OleMissLSU bf 0182.jpg

LSU interim offensive coordinator Steve Ensminger, center, walks with the LSU football team down Victory Hill before the LSU Ole Miss football game Saturday Oct. 22, 2016, in Tiger Stadium.

Amy Ensminger waited outside.

This was a father-and-son talk. It was a kid, Steven Ensminger Jr., trying to convince a dad, Steve Ensminger, to take the leap, accept the challenge, embrace the unknown.

That leap: be a permanent, full-time offensive coordinator for the first time in 20 years.

LSUfootballpractice BP6.JPG

New LSU offensive coordinator Steve Ensminger, center, watches the offense with quarterback Danny Etling, right, during a practice last year.

That challenge: overhaul an LSU offense, a lightning rod for criticism the past decade, to thrive in the nation’s toughest division.

The unknown: the consequence of this on his family, if it backfires.

“He came to the house and we talked,” Steven Ensminger Jr. said. “I told him, ‘Go for it.’

“Taking that position is a huge opportunity, but all the other stuff comes along with being offensive coordinator, hearing the negativity. He was more concerned with our family and having us hear all that,” Steve’s son continued. “I told him, ‘Dad, this is a once-in-a-lifetime opportunity and something you know you can do. You always say you want to do more for this school — here’s your chance.’ ”

Touching as it is, why Steve Ensminger accepted the job as LSU’s offensive coordinator and quarterbacks coach isn’t as important as what he’ll do with it — the formations he plans to use, the personnel he’ll employ and the schemes he will design.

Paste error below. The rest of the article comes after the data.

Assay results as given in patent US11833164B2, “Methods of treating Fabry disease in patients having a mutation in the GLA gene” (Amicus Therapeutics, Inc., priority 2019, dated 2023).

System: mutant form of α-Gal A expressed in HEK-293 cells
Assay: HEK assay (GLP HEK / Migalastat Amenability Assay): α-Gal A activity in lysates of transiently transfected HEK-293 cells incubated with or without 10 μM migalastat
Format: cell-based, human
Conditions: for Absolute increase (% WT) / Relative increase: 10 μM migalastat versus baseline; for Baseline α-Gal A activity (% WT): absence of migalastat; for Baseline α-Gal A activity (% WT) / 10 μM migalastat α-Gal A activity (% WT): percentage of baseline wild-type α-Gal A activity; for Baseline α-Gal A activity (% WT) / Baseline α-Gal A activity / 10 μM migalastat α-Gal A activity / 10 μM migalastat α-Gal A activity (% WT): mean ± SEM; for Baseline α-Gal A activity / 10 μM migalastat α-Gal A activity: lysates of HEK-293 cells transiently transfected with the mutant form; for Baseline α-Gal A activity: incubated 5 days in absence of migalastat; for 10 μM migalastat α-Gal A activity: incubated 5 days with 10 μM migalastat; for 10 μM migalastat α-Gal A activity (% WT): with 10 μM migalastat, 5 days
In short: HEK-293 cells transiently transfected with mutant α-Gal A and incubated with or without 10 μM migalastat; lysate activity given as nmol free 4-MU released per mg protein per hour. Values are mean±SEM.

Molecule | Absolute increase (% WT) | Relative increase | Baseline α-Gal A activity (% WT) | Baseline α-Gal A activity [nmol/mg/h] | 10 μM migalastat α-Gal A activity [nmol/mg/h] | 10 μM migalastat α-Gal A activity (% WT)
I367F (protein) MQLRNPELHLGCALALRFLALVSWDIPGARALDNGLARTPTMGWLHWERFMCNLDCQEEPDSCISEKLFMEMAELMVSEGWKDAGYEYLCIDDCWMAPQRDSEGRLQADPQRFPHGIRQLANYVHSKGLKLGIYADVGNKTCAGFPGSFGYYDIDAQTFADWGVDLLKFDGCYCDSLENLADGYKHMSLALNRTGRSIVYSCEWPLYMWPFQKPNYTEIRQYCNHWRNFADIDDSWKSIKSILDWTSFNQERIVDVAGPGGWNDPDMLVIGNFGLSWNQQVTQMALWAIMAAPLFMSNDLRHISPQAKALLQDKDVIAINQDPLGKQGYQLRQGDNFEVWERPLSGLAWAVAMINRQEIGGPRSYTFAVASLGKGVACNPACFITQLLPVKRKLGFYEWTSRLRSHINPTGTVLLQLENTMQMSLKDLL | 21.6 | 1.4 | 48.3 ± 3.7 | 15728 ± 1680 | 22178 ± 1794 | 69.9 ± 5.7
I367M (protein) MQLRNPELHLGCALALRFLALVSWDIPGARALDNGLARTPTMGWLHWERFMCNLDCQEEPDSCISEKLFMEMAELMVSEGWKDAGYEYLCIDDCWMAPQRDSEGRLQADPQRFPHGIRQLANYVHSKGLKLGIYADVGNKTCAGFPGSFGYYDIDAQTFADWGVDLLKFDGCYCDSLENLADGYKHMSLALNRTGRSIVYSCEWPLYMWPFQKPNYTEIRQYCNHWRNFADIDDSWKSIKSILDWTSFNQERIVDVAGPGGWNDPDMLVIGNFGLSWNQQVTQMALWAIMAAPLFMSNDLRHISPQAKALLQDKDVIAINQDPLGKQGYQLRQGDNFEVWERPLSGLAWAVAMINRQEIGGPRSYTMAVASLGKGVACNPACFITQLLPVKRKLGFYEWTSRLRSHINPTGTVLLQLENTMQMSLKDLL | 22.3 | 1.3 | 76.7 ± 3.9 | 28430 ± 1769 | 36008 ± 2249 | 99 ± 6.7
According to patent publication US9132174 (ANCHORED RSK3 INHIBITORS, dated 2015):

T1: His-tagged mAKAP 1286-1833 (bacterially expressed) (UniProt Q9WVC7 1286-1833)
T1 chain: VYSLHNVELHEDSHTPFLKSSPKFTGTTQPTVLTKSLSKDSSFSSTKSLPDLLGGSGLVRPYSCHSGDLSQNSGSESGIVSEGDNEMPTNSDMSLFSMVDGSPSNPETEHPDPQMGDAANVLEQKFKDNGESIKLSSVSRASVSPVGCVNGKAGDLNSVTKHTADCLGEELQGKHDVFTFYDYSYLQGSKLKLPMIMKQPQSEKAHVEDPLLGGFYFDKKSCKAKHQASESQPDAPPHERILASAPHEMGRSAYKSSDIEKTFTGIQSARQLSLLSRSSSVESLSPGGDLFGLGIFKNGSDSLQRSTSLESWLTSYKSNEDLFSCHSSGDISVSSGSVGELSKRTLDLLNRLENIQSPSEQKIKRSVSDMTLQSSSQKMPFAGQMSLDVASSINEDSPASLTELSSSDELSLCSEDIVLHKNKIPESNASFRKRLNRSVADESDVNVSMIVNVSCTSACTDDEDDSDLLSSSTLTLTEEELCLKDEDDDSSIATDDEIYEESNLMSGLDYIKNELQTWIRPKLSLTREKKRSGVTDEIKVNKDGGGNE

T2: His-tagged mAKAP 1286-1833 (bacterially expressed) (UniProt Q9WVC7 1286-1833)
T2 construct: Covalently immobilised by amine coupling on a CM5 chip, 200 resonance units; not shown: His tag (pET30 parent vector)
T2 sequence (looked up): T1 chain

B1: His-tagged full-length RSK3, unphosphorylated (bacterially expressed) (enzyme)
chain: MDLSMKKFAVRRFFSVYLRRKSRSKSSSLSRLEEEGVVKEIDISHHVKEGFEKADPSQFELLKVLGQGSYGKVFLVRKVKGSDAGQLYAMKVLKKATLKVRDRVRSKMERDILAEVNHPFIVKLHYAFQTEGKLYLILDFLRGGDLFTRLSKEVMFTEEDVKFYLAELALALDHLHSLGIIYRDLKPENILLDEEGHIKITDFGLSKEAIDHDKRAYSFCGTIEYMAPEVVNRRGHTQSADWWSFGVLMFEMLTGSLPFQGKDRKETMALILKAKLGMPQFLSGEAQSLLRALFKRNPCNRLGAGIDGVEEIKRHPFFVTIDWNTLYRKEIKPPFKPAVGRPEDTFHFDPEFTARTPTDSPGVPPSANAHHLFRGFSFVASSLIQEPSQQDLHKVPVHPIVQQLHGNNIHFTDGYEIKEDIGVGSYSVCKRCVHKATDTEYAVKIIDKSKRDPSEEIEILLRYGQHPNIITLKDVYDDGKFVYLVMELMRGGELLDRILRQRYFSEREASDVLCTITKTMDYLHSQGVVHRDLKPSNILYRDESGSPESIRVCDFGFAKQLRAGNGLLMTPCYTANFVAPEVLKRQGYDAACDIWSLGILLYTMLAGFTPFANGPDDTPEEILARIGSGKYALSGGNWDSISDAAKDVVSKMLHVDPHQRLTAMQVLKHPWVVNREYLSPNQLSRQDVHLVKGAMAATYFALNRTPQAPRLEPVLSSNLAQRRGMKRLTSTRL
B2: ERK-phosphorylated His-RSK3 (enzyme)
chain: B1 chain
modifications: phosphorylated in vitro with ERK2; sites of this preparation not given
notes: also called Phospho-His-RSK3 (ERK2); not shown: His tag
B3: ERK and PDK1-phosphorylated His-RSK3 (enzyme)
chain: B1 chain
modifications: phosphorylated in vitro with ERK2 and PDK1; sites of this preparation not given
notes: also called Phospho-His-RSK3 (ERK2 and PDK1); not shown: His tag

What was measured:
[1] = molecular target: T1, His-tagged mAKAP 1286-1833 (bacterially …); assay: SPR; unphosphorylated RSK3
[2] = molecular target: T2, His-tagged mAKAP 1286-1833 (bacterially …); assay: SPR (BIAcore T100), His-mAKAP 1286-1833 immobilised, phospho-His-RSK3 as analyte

Ensminger’s hire was met with fan backlash that Steven Ensminger Jr. admits was “tough” on the family, but this 59-year-old Baton Rouge native is lauded nationally by his peers and former players.

Those who operated his offense or coached alongside Ensminger use words like "brilliant," "creative," "mastermind" and "innovative."

Even the man who fired him, R.C. Slocum, admits to handcuffing Ensminger while he served as offensive coordinator at Texas A&M in the mid 1990s. Why? Because Ensminger passed the ball too much.

But what — oh what — will Ensminger do with LSU’s offense?

He gave clues in his introductory news conference, describing a pass-leaning unit that will rely on play-action, a talented pocket-passing quarterback (or a dual-threat play-caller) and a bevy of former five-star receivers — a group he referred to as LSU’s “strength.”

But don’t only look there. Look to what he did in his heyday as a major conference coordinator. Specifically, talk to those who played in his most potent unit: former Georgia quarterback Eric Zeier and running back Garrison Hearst.

Can't see video below? Click here.

Speak to his son about the binders his father keeps tucked away, some filled with schemes from former NFL coach Dick Vermeil. Learn about Steve Ensminger’s recliner, where he watches endless football film and draws plays into the air with his index finger.

And talk to those close to Myles Brennan, whom many believe is LSU's future at quarterback, someone this program has been craving since Zach Mettenberger left in 2013.

Through it all, a picture begins to emerge of what is in store for the LSU offense.

“I think coach Ensminger is going to open the offense up and play to our players’ strengths,” said Owen Brennan, Myles’ father who met last week with the new offensive coaching staff, pass game coordinator Jerry Sullivan included. “We have some incredible athletes at quarterback, receiver and running back. We’re going to create a wide-open passing game.”

Ensminger is tasked with turning a run-centric unit that historically has struggled in the passing game and transforming it.

This is nothing new for him.